Every day, you work hard to roll out a recruitment marketing strategy that will attract the top candidates on the market. But to successfully pull off your latest talent acquisition feat, you'll need to gather and measure recruitment data from a variety of sources.
The question is: How and why do you do so?
In the first episode of the Inside Recruitment Marketing Podcast, Tarina Pop, Head of Recruitment Marketing at SmartDreamers, will answer that question and more. Learn which metrics are most important for recruiters and how you can (and should) map out the candidate journey from the first touch to the final application.
So go ahead put your headphones in and enjoy the next 17 minutes of active learning. Consider this the first step on the road to becoming a data master in your recruitment marketing process.
Tell us a little bit about your main responsibilities and objectives as the head of recruitment marketing.
My main objective as head of recruitment marketing at SmartDreamers is helping clients get the most out of our collaboration. From accelerating talent acquisition to building stronger candidate pipelines to specific KPIs like decreasing cost for hire or increasing employer brand gravity and conversion rates. To put it briefly my main objective is to help our clients thrive in a crowded marketplace.
It sounds like your responsibilities are very data-driven. Why is it so important to gather and measure data from your recruitment marketing efforts?
Well, it's simple. Data-driven actions equal better results. It's worth making sure that whenever you dive into tracking your data you'll do so with particular KPIs in mind or particular questions in mind. This way you can examine information in a more structured way. And this will lead to actionable conclusions like reorganizing your ads to focus on high performing channels or updating your content strategy to lower attrition rates.
There's a huge risk to spend money and resources on things that don't bring results. And this risk only exists when you don't measure your recruitment marketing actions.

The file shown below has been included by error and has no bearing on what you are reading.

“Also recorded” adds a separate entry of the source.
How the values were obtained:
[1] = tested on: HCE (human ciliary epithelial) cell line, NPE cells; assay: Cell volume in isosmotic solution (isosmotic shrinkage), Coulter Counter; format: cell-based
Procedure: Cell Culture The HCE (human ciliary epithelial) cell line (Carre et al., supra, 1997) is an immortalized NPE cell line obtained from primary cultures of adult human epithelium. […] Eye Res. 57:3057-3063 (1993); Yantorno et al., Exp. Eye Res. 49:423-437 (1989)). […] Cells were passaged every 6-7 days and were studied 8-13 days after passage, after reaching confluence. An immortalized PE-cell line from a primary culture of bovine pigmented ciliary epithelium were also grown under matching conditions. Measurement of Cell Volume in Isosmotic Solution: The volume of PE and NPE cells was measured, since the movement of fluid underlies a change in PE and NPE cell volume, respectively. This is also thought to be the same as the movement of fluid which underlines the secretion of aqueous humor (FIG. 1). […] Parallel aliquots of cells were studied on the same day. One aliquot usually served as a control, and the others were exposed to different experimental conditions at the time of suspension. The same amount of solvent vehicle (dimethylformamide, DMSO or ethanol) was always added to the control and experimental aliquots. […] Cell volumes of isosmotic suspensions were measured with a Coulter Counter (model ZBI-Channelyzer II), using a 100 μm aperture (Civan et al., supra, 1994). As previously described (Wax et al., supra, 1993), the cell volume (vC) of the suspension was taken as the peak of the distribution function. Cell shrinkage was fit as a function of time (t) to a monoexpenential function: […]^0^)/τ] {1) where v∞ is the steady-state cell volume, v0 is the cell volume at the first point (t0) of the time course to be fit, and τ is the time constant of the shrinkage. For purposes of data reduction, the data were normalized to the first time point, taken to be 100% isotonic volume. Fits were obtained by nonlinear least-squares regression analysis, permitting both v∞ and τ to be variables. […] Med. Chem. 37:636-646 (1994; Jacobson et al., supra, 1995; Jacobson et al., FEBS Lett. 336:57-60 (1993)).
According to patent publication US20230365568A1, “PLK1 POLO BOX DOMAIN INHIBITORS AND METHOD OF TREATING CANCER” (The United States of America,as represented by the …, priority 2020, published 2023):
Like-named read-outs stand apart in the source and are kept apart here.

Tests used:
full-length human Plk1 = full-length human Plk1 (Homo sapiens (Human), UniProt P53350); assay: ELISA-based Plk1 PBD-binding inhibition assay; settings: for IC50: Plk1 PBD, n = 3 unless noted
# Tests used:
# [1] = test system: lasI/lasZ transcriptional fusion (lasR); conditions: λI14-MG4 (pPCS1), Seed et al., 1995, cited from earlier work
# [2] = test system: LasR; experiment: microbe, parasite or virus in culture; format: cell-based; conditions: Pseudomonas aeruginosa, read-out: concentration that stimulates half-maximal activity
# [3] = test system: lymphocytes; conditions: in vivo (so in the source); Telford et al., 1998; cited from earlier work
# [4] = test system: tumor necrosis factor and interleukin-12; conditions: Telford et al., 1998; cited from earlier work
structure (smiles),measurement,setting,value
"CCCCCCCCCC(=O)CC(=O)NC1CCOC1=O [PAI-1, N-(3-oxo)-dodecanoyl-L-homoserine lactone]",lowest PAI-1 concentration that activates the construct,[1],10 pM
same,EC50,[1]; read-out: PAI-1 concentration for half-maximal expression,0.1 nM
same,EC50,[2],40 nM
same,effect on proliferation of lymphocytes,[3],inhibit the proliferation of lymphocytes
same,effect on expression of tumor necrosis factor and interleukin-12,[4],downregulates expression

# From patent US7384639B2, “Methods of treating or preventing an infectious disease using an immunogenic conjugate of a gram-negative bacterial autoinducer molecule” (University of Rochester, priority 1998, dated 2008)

So of all those metrics which do you think are the most important? Are there any that every recruiter should be measuring?
Yes, there are. There are a lot of metrics and a lot of data available out there.
From basic metrics, the ones that every advertiser gives you, like clicks, reach, impressions and cost-per-click, to conversions, pipeline quality, cost per hire and career metrics. When it comes to recruiting marketing the conversion rate it's very important.
When talking about job opportunities and job ads this basically translates into applies and applies by influence. And from my point of view, the applies by influence are the most important.
Let's say you have a campaign that only advertises your career page and people go on that ad they go on your career page, they look around and then they decide to apply. So you have an application. But it's not a direct apply because you didn't have a job ad running. This is really important to measure and it can give you a lot of insights on how your recruitment marketing actions are going.
And as I said earlier the pipeline quality, the cost for hire and career page metrics are also really important to analyze. From bounce rates to all sorts of heat maps to see where the potential candidates spend time and why people drop out from your application funnel.
And based on the data you measured you can optimize your career page and your application funnel in a way that can prevent potential applicants to drop out.
Now you mentioned the candidate journey and paying attention to when candidates might drop out of the process. So how do you actually map that journey from the first view through the final application?